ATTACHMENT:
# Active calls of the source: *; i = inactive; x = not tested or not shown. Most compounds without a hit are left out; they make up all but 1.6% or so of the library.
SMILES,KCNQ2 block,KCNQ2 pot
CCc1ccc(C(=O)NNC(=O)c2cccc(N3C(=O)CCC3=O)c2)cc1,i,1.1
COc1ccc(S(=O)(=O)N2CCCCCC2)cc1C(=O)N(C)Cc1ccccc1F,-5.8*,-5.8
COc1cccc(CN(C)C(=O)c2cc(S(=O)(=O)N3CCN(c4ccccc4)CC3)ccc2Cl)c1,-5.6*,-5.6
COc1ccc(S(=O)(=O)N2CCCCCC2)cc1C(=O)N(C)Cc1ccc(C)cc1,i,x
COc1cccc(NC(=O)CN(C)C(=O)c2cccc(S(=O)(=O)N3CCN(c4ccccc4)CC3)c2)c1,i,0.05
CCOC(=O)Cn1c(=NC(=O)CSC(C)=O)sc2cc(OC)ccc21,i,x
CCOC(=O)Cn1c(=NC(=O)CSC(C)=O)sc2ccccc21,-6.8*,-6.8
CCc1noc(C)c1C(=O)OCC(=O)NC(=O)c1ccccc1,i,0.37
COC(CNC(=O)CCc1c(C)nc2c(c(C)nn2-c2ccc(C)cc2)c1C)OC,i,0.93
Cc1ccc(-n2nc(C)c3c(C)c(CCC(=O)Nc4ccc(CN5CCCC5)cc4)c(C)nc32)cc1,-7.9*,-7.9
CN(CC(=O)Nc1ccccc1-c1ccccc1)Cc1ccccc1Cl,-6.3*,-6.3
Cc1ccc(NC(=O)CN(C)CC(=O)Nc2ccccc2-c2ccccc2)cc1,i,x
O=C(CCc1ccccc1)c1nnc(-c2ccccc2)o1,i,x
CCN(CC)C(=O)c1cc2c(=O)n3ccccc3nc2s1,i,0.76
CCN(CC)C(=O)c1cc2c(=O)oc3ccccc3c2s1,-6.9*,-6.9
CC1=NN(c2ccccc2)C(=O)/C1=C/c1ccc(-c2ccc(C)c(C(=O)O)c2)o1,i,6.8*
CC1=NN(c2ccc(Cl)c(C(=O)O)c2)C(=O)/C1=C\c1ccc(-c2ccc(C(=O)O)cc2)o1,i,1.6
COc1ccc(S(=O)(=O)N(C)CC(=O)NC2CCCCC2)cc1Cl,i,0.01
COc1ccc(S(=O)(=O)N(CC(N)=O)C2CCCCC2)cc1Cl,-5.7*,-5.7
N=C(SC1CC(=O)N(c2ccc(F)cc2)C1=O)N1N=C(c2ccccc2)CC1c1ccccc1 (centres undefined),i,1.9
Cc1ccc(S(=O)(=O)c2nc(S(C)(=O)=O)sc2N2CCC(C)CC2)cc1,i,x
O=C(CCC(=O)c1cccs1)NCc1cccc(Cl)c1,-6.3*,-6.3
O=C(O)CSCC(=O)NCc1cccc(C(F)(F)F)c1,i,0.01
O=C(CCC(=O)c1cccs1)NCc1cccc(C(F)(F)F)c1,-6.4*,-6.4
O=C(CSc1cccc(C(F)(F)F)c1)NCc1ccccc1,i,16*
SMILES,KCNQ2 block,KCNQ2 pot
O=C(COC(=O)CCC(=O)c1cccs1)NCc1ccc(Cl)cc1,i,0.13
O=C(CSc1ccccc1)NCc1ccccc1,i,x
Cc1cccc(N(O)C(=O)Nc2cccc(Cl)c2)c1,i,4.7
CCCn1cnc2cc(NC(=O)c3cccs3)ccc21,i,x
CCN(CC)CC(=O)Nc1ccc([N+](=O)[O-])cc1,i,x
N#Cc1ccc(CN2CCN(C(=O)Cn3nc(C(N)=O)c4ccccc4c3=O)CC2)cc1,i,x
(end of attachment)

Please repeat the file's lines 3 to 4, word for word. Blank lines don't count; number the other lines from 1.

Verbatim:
CCc1ccc(C(=O)NNC(=O)c2cccc(N3C(=O)CCC3=O)c2)cc1,i,1.1
COc1ccc(S(=O)(=O)N2CCCCCC2)cc1C(=O)N(C)Cc1ccccc1F,-5.8*,-5.8